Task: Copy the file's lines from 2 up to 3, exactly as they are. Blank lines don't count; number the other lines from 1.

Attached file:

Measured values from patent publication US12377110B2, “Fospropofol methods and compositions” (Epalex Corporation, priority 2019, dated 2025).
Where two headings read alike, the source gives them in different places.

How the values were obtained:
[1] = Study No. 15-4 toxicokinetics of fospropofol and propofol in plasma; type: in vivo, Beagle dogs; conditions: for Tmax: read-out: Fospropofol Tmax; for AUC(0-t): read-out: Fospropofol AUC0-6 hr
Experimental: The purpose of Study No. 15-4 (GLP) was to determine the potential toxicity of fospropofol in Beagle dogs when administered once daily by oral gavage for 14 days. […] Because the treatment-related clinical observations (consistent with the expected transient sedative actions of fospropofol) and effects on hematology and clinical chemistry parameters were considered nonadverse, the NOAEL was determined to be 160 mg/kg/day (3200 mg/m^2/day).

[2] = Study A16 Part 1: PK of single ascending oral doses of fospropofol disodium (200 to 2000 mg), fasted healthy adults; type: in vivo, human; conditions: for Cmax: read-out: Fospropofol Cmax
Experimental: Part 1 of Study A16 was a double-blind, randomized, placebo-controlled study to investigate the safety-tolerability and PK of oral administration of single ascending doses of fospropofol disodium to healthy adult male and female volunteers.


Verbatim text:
Where two headings read alike, the source gives them in different places.

How the values were obtained: